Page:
As we boot the XMP profile after tasking the appropriate steps beforehand, we see we get everything we were told that these Patriot Viper Elite 5 RGB would deliver. The speed is set at 6000 MHz, and the timings set is 42-42-42-82 2T. Voltage-wise, the VDIMM is at 1.35V; our SA is 0.865, and the MC is set to 1.119V.
Adding some voltage, we raised the VDIMM to 1.45, the SA to 0.965, and the MC to 1.225V and got the timing set much tighter. Still, at 6000 MHz, we got the timings down to 30-36-36-82 2T with complete stability.
The other side of overclocking is looking for the maximum speed; sadly, we did not get far initially. Due to the tightness of two specific timings, we could only get this kit to 6133 MHz without breaking the methodology we tested all kits with.
Chad's Intel DDR5 Dual-Channel Test System Specifications
- Motherboard: ASUS Maximus Z790 APEX - Buy from Amazon
- CPU: Intel Core i7 13700K - Buy from Amazon
- Cooler: Corsair iCUE H150i Elite LCD - Buy from Amazon
- Video Card: MSI GeForce RTX 3090 Gaming Trio 24G - Buy from Amazon
- Storage: Sabrent Rocket 4 PLUS-G 4TB - Buy from Amazon
- Case: Custom Thermaltake Core P3 TG
- Power Supply: be quiet! DARK POWER PRO 12 1500W - Buy from Amazon
- OS: Microsoft Windows 11 Home - Buy from Amazon
Read performance in AIDA 64 is better than the Fury Renegade and ARES RGB with much looser timings within this Patriot kit, landing the Viper Elite 5 RGB at 92,484 MB/s. Dropping the timings obtains a 2178 MB/s boost over XMP, and shockingly, with little added speed, we got even more performance, to the tune of 2485 MB/s.
Regarding write performance, Windows updates are killing performance, landing the Viper Elite RGB at the bottom of the competition of 6000 MHz offerings in the chart at 82,393 MB/s. We improved upon that number with some overclocking, where added speed boosts the results 1798 MB/s and lower timings get us 1895 MB/s over XMP.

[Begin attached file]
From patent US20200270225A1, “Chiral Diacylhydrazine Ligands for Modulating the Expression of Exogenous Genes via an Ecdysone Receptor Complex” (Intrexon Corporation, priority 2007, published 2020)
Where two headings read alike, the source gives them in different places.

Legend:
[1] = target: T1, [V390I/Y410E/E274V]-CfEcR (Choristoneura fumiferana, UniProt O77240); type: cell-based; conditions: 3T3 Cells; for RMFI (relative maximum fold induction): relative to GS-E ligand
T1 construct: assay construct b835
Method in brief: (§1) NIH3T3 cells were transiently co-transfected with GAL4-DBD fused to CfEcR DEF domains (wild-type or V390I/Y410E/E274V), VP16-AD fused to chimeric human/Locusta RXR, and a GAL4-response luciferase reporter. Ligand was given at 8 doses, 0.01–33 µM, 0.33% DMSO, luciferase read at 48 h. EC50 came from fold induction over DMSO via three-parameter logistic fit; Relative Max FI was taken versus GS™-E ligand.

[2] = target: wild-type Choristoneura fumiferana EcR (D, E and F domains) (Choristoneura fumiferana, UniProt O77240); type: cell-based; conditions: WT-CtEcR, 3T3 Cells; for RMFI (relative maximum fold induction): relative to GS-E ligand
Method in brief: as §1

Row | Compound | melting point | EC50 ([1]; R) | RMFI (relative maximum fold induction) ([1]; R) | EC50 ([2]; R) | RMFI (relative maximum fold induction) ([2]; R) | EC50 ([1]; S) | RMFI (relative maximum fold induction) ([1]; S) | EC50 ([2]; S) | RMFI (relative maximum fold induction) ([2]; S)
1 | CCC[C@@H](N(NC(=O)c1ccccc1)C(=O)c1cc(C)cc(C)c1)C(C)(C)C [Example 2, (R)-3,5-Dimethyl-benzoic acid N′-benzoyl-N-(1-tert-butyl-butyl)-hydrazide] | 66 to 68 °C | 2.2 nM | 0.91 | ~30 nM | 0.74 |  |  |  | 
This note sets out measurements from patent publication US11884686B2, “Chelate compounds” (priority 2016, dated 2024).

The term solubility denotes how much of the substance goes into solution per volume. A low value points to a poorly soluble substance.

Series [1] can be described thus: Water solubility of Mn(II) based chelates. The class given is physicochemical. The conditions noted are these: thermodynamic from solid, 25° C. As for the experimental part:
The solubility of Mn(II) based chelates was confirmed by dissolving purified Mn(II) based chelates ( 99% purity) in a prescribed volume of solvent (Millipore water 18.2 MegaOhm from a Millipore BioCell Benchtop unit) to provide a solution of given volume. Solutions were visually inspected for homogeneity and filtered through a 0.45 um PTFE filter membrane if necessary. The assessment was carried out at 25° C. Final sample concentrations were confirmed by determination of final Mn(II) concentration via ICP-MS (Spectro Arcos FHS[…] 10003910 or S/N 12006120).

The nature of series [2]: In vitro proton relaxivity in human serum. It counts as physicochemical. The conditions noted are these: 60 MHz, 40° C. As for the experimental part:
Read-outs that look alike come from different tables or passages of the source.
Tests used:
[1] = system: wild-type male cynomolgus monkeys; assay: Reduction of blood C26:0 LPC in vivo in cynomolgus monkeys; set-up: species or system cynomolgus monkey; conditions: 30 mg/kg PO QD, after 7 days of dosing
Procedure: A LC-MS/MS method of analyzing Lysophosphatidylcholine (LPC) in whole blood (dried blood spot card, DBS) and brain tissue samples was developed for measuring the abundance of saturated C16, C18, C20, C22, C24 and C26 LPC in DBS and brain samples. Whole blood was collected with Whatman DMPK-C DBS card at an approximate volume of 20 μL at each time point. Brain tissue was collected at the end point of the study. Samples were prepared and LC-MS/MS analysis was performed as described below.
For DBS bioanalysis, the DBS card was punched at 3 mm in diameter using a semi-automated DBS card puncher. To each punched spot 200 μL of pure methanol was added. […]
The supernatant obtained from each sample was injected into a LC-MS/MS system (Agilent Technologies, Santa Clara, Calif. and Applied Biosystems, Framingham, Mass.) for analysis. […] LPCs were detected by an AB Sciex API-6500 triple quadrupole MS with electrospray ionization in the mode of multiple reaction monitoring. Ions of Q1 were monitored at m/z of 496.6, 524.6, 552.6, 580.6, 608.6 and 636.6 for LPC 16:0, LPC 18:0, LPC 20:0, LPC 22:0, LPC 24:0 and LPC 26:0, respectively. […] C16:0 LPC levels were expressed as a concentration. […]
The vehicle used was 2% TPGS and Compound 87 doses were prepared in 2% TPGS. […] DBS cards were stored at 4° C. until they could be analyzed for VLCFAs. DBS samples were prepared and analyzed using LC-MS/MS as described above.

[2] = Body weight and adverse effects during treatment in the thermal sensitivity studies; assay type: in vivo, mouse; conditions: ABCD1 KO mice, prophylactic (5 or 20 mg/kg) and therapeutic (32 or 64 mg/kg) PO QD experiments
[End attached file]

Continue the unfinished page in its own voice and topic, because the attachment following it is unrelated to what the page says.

Again, keeping Windows current did not do any favors for the copy results either, landing the Patriots within a few of the 5600 MHz entries at 82.464 MB/s. Lower timings won out over added speed, where we get 2486 MB/s from adding speed and 3160 MB/s from lower timings.
Latency is not horrible out of the box, considering we have the 42-42-42-82 2T timings from XMP sitting at 73.5 ns. With more speed added, latency is slightly lower at 72.2 ns, but we got the best reduction with reduced timings, taking these patriots to the 67.5 ns score seen much closer to the top of the chart.
Our Super Pi results are similar no matter how we set the memory to run. Out of the box, we saw a five-minute and sixteen-second run to complete the test, lower than the rest of the 6000 MHz offerings. Either way we overclocked the Viper Elite 5 RGB, they scored the same at five minutes and fourteen seconds.
PCMark 10 did not appreciate anything about this set of DDR5 when it came to the scores. With the base score of 9690 with XMP active, things did not start well but are close to the Ripjaws S5 performance. Lowering the timings dropped the score to 9600, and more speed took us down to 9551.
File compression times are not so great, either. Starting at 256 seconds to compress a nearly 8GB file lands Patriot near the bottom of the chart, some ten seconds behind its nearest competitor. We took six seconds off that time with added speed, but the reduced timings put the Viper Elite 5 RGB in the mix with its direct competition, fifteen seconds better than XMP offered.
Handbrake also penalized the Patriot Viper Elite 5 RGB, yet it is still better than some of our chart's older 6400 MHz scores. Sadly, any overclocking attempts did nothing to improve the XMP score in this metric.